Working aged men (25-54 years old) account for the largest number of suicide deaths in the U.S. These men are also the least likely to receive any kind of support. They don’t talk about it with their friends. They don’t share with their family. And they sure as heck don’t seek professional treatment. They are the victims of problematic thinking that says mental health disorders are unmanly signs of weakness.
Men may struggle with mental health issues including depression, suicidal thinking, and addictions, but they are far less likely to seek help than are women. This may be partially because men can often brush off or bottle up difficult emotions rather than process them. Another reason may be some men’s tendency to view discussion about therapy and mental health as a way to take away their masculinity. But in the same way masculinity may take many forms, the language we use to discuss mental health can also shift to engage a diverse range of people.
Working with a therapist who uses a goal-oriented approach and who places therapeutic goals in the context of creating a better quality of life may help some men see the value in doing just that.
WHAT BRINGS MEN TO THERAPY?
In recent years, the role of men in the workplace, in relationships, and in society has changed to more strongly reflect equality. As this happens, some men begin to feel they have lost their traditional place or roles within society. This can cause stress and frustration as men seek to find a place through employment or within a relationship. Stress at one’s job, in familial relationships, or as a result of one’s pursuit of romantic relationships and intimacy may also lead men to seek therapy.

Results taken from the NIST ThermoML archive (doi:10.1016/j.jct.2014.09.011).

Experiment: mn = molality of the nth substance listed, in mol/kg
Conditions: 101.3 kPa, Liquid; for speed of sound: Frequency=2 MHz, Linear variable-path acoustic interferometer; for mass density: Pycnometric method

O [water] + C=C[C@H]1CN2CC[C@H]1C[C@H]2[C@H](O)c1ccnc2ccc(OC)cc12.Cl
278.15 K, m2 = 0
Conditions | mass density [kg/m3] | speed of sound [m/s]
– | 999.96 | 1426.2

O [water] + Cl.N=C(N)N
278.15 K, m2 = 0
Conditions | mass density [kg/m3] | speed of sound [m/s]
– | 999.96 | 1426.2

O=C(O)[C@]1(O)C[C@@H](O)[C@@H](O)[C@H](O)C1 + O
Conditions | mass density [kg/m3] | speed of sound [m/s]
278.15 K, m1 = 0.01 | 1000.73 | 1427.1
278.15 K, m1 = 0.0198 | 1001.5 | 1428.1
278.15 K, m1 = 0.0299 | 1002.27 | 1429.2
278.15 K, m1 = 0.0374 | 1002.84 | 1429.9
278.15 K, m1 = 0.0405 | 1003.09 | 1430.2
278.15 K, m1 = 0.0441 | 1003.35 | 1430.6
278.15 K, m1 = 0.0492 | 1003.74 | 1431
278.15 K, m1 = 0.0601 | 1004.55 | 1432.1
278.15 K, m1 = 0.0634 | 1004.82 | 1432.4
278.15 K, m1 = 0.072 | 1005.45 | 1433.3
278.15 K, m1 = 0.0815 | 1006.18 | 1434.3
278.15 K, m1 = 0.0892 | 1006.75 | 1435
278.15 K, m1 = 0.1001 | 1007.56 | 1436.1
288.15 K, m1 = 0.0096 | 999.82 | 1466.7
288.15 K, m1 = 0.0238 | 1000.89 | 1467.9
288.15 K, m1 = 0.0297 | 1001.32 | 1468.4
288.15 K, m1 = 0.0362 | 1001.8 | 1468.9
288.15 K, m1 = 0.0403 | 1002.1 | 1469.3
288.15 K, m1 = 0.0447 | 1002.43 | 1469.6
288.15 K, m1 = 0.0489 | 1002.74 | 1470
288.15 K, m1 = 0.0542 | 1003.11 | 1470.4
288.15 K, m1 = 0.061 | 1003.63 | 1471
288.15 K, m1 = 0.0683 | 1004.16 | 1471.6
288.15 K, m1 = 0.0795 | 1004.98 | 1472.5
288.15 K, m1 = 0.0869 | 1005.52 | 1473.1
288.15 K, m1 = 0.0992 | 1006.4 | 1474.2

One challenge men may face is the way symptoms of mental health conditions are experienced. For example, a man who is experiencing depression may be angry and irritable. Men in general have been shown to less often cry, discuss their feelings, or express thoughts of suicide.
Posttraumatic stress may also lead to anger, as well as aggression, and men with PTSD may be somewhat more likely to cope with symptoms by using drugs or alcohol. Men may avoid seeking help until a point of crisis is reached, fearing that others will see them as weak, but treatment may become more complicated as a result.
- Most common issues reported by men seeking therapy include:
- Stress, which may present with somatic pains, complaints, or feelings of irritation or frustration
- Work adjustment issues such as procrastination, avoidance, anger, or success sabotage
- Substance dependency or addiction
- Other dependency or addiction, such as internet, gaming, gambling, or sex
- Body image issues
- Depression, which might be experienced as boredom, lack of motivation, or feeling that one is blank or “stuck”
Some men may experience fear and shame related to preconceived notions of their roles and responsibilities. For example, a man whose employment income is not sufficient to provide for the needs of his family may experience feelings of frustration or emasculation stemming from the belief that he should be able to provide for his family. This may especially be the case when a spouse or partner brings in more income or has a higher-paying job.
We are working on the couples 50-50 and equality but we are not there yet. So, even this transition can cause a lot of internal distress as much as relational.